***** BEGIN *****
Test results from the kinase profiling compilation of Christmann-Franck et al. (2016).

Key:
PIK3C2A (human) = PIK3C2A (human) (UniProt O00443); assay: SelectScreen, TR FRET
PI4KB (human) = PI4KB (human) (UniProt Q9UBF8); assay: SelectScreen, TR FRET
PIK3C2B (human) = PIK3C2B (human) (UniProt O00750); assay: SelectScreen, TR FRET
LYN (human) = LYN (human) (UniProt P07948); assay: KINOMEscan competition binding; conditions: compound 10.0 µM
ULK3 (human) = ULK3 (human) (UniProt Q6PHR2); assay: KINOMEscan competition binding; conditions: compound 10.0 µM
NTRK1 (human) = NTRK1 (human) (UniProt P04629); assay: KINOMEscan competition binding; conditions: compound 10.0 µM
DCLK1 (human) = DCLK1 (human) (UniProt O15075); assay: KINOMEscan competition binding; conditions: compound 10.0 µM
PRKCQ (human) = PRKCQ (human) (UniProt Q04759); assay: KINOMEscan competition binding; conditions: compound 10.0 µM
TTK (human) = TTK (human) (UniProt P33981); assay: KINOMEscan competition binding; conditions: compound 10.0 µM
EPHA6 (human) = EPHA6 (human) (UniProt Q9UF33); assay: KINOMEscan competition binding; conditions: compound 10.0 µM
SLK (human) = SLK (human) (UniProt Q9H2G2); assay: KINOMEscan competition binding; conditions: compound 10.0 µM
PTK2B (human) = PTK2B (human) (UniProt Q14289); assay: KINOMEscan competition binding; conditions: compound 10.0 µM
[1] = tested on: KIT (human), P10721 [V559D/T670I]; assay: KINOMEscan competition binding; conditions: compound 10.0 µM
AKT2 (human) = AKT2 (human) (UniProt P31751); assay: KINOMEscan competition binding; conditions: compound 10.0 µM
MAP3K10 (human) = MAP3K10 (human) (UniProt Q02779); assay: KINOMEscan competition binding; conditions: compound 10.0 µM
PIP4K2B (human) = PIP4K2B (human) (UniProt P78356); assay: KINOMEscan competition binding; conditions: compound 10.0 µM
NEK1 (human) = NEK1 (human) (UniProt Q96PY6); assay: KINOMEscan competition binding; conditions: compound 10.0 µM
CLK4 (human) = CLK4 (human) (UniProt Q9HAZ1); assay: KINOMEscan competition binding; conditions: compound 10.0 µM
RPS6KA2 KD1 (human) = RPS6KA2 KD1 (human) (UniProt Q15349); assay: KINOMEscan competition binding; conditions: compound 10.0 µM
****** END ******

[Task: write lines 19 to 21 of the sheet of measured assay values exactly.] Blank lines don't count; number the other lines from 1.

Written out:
NEK1 (human) = NEK1 (human) (UniProt Q96PY6); assay: KINOMEscan competition binding; conditions: compound 10.0 µM
CLK4 (human) = CLK4 (human) (UniProt Q9HAZ1); assay: KINOMEscan competition binding; conditions: compound 10.0 µM
RPS6KA2 KD1 (human) = RPS6KA2 KD1 (human) (UniProt Q15349); assay: KINOMEscan competition binding; conditions: compound 10.0 µM